At any point did you want to give up? Yes, often! It’s hard to build a business and lonely when you’re a solopreneur. That’s why I created what I call an “inspo file.” It’s a place where I save all the emails that I receive from people telling me that they feel more confident, inspired or empowered by my writing. When you get praise like that from people you don’t know, it’s a powerful reminder of why you started doing this in the first place.
What made you keep going? Besides knowing I was making a positive impact in people’s lives, my immediate family has always been by my side cheering me on. It's essential to surround yourself with people who believe in you during those tough times when you may doubt yourself. If you really love what you do and aren't doing it just for the money, it's much easier to stick with it. As long as you’re truly passionate about something and you work hard, the money will come.
Has COVID-19 affected your business?
To be honest, my business has expanded during this time. The pandemic has caused more people to reevaluate their values and priorities. Finding meaning and fulfillment in their work has become more important. Also, family is a higher priority, so women in particular (who tend to be the primary caregivers) are looking for careers that will provide more flexibility and the ability to work remotely. All these factors are causing people to reach out for help in navigating the employment landscape.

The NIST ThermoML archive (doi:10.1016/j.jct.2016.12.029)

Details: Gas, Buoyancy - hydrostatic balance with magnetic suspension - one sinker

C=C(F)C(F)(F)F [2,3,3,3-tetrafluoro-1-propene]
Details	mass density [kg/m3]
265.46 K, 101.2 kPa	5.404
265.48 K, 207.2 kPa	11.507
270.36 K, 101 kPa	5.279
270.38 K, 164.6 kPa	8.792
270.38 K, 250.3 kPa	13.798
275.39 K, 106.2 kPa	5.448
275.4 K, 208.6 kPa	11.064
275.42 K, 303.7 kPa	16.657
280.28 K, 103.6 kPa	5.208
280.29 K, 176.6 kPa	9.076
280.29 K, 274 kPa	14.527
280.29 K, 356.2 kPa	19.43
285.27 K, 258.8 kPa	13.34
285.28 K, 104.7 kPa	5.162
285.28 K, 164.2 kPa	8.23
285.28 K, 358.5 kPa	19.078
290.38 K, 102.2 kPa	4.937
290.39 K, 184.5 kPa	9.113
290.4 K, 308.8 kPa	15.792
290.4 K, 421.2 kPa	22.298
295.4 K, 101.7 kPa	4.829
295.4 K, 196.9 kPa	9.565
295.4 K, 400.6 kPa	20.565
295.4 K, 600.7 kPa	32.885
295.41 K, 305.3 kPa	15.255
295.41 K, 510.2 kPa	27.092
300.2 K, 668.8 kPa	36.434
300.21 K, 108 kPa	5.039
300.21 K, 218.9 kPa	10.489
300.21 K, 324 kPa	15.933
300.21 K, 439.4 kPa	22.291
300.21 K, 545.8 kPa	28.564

Were there any life lessons you learned along the way?
So many! Fear doesn’t go away. You just have to manage it so that it doesn’t prevent you from achieving your goals. Many people assume fear is alerting you of danger. That might be true if you’re in the jungle and a tiger jumps out. But in our world, it’s actually a good sign. It means your dreams are big, and you're pushing yourself. I tell my clients if they aren't at least a little scared, their dreams aren't big enough. Also, you don’t have to predict the future ten years down the road. It’s more important to continue taking small steps forward. The worst thing you can do is get analysis paralysis. One of my favorite quotes is that you don’t have to see the whole staircase, just take the first step.
What is the happiest memory from this journey?
It’s hard to pick just one – actually, anytime someone reaches out to me thanking me for writing something that inspired them or helped them on their journey. One memory that stands out is a person who read my article on the importance of a growth mindset and immediately connected to it. As someone born with a physical disability, he said he always looked at adversity as a catalyst. Another was when I had a client struggling with limiting beliefs. Through our work together, he successfully applied, interviewed for, and accepted a position with a prestigious consulting firm during a pandemic! That was incredible.